1,900 – 1,800 BCE – among the original cultivators of cacáo, The Mokaya (“People of the Corn” ironically), during Barra Ceramic Phase (thin-walled, finely finished & elaborately decorated pottery vessels); Paso de la Amada, Xoconochco (present day Soconusco), Pacific Coast of Chiapas, Mexico.
In 2008, only 1 of 16 sherds suspected for cacáo-use tested positive for theobromine (a key marker for chocolate) inside a Bayo Brown slipped tecomate with vertical fluting on its exterior surface (see figures left & below) found atop Structure 4 in Mound 6 — referred to as the “Chief’s House”. Taken as a whole complex, Mound 6 & its ascending structures represent a time-lapse microcosm of a shift from simpler egalitarian agriculture to stratified centralized power. Little can be gleaned however about the details behind cacáo’s usage but this find raises questions, both functional (for chicha [alcoholic chocolate]? atole [chocolate / maize draft]? &/or possibly a balsamic-like condiment?) & social (how pervasive in the community? restricted to elites? or pre-chiefdom & for everyone?)paso-drawing
Above: Mokaya tecomatl & xicalli vessels from Paso de la Amada (drawing by Ajax Moreno); Upper Right: actual ceramic shard from the vessel (of the inset bordered in black) which tested positive for trace cacáo on its interior surface. Vessels eventually became ‘social currency’ among Mesoamericans, exchanged at feasts & ceremonial visits, preserved as heirlooms & funerary companions in the afterlife.
1,800 – 1,600 BCE - an array of pottery vessels recovered at the Olmec (olmeca: “rubber people”, derived from the Nahuatl word for rubber – ulli / olli) capital of San Lorenzo & its neighboring ritual site at El Manati test theobromine-positive, strongly indicating they once contained cacáo, most likely in some liquid form. Of particular curiosity: the finding of several hundred vessels atop a mass grave for sacrificial victims at the height of San Lorenzo’s power. Taken altogether, they furnish ample evidence of a well-attended, elite mortuary rite which included the preparation of stored cacáo draughts that were ritually served & imbibed. This service ware may have then been intentionally broken during the ceremony in an conspicuous undertaking of wealth destruction. By thus engraving cacao & human sacrifice in such a pivotal & integral way into the Mesoamerican cosmic theater that involves birth, death & rebirth, the Olmec nobility legitimized their earthly prestige & divine authority with audacious self-interest.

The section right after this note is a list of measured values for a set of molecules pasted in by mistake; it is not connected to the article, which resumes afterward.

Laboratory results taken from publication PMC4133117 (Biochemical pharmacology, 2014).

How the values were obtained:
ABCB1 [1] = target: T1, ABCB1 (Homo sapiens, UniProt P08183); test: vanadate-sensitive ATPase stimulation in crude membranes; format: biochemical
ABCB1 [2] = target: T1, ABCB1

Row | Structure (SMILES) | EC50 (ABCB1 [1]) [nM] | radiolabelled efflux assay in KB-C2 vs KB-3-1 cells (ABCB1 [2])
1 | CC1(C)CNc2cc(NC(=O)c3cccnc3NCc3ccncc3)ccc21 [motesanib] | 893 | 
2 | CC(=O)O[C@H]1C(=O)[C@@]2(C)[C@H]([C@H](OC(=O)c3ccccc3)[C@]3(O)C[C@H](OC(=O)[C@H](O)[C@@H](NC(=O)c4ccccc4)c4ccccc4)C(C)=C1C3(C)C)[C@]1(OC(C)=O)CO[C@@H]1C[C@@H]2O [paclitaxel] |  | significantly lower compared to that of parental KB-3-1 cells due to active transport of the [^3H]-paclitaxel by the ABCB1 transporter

(above) map showing locations of early Mesoamerican archaeological sites where cacáo was consumed; (below) pottery vessels found at San Lorenzo that tested postive for cacáo residues used for storage, preparation & drinking (from “Cacao Use & The San Lorenzo Olmec” by Powis, Cyphers,, 2011) 

1,150 BCE – Puerto Escondido, Ulúa Valley, Honduras, Caribbean coast; Olmec-related village speculatively turns cacáo pulp into a wine

1,000BCE – 200CE – Chocolá: the very epicenter perhaps, lying on a plateau below volcanic mountain ridges at 500-1000m altitude, for a vitally important chain of revered cacáo groves in all of chocolate lore.